Call for Participation:

The Midwest Conference on Student Learning in Economics offers three ways in which you can share with other participants your teaching practices, classroom innovations, or scholarship of teaching economics.  If you or your colleagues have a teaching method that you will share in the form of a workshop, paper, or poster you are encouraged to submit a presentation proposal by September 22, 2004 for workshops and papers and by September 30, 2004 for posters.  Include teaching methods, and research and assessment tools.  All submissions must be through the website.  Notification of accepted posters will be given within one week of the end of the respective deadlines.  To submit click here.

Exhibitors:
This conference provides an opportunity for organizations to display some of their current economics textbooks and other teaching materials.  Display tables will be located in the hallway outside of the rooms where the conference sessions are held and the conference schedule provides ample time for participants to visit your display.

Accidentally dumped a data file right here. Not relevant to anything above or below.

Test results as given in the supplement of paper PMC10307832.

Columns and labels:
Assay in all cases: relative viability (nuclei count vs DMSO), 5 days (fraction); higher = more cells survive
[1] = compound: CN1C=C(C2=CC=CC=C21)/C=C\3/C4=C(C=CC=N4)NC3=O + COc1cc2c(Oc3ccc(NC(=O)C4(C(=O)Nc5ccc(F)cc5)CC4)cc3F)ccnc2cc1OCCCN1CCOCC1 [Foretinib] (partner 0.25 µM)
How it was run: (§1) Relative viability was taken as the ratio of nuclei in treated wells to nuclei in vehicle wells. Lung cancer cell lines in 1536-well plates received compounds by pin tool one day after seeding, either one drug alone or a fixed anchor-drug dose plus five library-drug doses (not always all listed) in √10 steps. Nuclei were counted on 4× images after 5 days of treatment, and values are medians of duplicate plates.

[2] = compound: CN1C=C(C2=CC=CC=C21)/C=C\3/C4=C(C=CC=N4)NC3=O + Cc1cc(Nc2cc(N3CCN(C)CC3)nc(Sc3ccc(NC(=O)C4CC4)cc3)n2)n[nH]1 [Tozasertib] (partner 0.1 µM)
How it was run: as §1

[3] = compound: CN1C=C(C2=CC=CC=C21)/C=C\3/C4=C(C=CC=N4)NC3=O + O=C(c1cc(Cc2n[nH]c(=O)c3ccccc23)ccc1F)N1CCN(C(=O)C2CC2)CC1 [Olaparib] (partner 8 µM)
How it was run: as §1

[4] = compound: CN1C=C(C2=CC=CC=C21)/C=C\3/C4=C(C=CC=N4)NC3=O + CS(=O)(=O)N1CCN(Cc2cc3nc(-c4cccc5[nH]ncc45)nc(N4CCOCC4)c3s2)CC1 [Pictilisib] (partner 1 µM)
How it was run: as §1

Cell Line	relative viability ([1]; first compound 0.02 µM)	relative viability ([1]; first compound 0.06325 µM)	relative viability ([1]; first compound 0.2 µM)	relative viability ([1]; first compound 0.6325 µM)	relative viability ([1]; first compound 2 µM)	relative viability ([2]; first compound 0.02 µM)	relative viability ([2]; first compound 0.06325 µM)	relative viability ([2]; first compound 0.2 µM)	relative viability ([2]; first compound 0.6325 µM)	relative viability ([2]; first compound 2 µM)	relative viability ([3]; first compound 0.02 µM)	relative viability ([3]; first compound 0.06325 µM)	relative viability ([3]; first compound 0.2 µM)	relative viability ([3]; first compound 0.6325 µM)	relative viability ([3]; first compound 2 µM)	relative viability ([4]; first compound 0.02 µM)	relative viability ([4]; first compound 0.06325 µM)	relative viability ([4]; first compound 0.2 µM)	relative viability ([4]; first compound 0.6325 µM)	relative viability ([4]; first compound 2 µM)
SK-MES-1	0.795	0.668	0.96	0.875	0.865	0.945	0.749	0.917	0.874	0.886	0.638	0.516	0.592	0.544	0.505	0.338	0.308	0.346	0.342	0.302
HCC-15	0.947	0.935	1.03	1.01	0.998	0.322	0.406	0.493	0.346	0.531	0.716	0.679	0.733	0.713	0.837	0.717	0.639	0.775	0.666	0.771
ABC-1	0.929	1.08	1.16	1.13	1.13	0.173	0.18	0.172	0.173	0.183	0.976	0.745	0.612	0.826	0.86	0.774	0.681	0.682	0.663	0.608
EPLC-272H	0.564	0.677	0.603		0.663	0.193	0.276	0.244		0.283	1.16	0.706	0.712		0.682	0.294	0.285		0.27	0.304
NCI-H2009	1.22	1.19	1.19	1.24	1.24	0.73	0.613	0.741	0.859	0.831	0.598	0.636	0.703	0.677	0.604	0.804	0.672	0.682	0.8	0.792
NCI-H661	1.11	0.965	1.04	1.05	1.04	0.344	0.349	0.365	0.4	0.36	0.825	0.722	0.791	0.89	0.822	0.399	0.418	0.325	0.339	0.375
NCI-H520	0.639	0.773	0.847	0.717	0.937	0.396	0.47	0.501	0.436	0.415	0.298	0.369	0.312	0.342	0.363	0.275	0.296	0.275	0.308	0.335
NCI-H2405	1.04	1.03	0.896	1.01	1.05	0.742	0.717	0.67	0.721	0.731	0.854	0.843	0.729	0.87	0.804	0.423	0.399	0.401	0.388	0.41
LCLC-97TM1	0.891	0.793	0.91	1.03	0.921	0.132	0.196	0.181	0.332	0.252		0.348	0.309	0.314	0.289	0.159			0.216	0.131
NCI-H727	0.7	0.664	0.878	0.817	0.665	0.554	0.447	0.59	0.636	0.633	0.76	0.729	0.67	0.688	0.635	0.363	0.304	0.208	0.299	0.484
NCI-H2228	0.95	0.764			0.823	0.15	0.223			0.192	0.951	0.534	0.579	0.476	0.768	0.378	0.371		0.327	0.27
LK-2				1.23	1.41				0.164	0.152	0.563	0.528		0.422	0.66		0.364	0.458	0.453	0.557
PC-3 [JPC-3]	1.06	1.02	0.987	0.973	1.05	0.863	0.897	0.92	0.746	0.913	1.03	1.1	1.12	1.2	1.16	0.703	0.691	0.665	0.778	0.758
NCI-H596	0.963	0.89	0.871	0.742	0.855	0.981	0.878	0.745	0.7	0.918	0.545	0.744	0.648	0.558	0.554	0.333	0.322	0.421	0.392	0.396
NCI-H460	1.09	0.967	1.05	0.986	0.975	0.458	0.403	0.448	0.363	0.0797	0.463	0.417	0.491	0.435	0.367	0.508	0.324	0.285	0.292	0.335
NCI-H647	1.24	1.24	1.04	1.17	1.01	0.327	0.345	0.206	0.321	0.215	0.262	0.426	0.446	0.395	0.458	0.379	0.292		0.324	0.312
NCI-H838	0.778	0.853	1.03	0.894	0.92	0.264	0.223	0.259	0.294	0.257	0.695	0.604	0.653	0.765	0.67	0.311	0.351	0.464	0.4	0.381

Contact Michael Nelson at the address below.

Registration fee:
The entire two day event is $80.00 and includes all sessions, a dinner, continental breakfast, lunch, refreshment breaks and on campus parking.  Register before October 1, 2004 for a reduced rate of $69.00.  Otherwise the cost for Thursday alone is $40.00 and the cost for Friday is $60.00.  Hurry, space is limited. (register here)

For more information:  
Department of Economics
The University of Akron

Dr. Michael Nelson
Nelson2@uakron.edu
(330) 972-7546 

Dr. Steven C. Myers
myers@uakron.edu
(330) 972-7421

Sponsored By: The University of Akron Department of Economics, The University of Akron Institute For Teaching And Learning, and The H. Kenneth Barker Center For Economic Education at The University of Akron.

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Hotel Information: